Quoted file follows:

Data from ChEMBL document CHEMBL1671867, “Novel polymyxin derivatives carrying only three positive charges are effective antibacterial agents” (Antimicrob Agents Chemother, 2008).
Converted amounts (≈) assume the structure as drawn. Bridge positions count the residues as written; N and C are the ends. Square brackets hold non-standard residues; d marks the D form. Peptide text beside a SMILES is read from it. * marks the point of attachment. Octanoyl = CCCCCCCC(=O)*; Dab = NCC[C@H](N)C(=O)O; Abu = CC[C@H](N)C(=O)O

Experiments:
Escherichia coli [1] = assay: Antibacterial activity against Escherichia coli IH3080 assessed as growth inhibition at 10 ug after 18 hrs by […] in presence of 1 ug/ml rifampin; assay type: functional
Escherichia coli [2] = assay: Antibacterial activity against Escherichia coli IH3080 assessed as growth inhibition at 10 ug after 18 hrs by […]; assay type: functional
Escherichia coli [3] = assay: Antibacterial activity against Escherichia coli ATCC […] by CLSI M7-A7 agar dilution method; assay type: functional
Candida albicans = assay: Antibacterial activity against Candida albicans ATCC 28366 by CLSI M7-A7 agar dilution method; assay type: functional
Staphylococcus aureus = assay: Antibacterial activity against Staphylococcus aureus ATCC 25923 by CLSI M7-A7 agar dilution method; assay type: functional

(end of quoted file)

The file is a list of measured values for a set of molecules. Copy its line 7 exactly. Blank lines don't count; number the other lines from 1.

Candida albicans = assay: Antibacterial activity against Candida albicans ATCC 28366 by CLSI M7-A7 agar dilution method; assay type: functional